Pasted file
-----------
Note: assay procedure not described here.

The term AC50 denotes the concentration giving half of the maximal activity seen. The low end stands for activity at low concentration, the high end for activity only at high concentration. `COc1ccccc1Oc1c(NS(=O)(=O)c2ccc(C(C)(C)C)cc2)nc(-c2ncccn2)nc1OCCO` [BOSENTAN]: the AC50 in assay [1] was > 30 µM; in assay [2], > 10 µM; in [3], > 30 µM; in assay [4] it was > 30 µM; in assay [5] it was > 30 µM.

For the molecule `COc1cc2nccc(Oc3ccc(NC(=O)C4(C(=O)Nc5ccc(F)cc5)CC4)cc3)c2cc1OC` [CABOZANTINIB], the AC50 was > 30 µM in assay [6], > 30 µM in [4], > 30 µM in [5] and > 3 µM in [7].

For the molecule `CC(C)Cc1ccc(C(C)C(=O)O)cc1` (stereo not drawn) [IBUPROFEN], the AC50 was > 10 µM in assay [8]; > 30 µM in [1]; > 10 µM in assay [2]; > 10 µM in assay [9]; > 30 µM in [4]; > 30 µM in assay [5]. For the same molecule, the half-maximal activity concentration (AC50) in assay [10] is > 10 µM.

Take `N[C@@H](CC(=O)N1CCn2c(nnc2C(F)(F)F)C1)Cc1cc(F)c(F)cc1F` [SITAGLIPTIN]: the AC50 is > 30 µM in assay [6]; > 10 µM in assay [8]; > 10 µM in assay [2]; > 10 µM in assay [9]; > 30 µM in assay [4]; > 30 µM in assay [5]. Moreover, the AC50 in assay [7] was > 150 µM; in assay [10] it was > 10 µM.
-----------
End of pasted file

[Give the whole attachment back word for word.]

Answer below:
Note: assay procedure not described here.

The term AC50 denotes the concentration giving half of the maximal activity seen. The low end stands for activity at low concentration, the high end for activity only at high concentration. `COc1ccccc1Oc1c(NS(=O)(=O)c2ccc(C(C)(C)C)cc2)nc(-c2ncccn2)nc1OCCO` [BOSENTAN]: the AC50 in assay [1] was > 30 µM; in assay [2], > 10 µM; in [3], > 30 µM; in assay [4] it was > 30 µM; in assay [5] it was > 30 µM.

For the molecule `COc1cc2nccc(Oc3ccc(NC(=O)C4(C(=O)Nc5ccc(F)cc5)CC4)cc3)c2cc1OC` [CABOZANTINIB], the AC50 was > 30 µM in assay [6], > 30 µM in [4], > 30 µM in [5] and > 3 µM in [7].

For the molecule `CC(C)Cc1ccc(C(C)C(=O)O)cc1` (stereo not drawn) [IBUPROFEN], the AC50 was > 10 µM in assay [8]; > 30 µM in [1]; > 10 µM in assay [2]; > 10 µM in assay [9]; > 30 µM in [4]; > 30 µM in assay [5]. For the same molecule, the half-maximal activity concentration (AC50) in assay [10] is > 10 µM.

Take `N[C@@H](CC(=O)N1CCn2c(nnc2C(F)(F)F)C1)Cc1cc(F)c(F)cc1F` [SITAGLIPTIN]: the AC50 is > 30 µM in assay [6]; > 10 µM in assay [8]; > 10 µM in assay [2]; > 10 µM in assay [9]; > 30 µM in assay [4]; > 30 µM in assay [5]. Moreover, the AC50 in assay [7] was > 150 µM; in assay [10] it was > 10 µM.